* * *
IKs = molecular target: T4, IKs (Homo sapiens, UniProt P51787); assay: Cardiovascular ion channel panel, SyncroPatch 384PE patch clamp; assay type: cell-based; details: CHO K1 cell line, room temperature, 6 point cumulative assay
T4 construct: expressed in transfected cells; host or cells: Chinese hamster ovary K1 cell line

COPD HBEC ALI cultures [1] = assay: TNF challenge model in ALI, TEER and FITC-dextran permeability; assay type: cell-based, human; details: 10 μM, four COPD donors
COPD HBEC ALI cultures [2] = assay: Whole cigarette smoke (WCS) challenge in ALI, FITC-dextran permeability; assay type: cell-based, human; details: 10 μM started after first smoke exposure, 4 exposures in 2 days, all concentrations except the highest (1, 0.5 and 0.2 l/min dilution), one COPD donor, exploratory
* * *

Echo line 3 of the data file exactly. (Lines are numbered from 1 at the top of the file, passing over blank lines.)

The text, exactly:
COPD HBEC ALI cultures [1] = assay: TNF challenge model in ALI, TEER and FITC-dextran permeability; assay type: cell-based, human; details: 10 μM, four COPD donors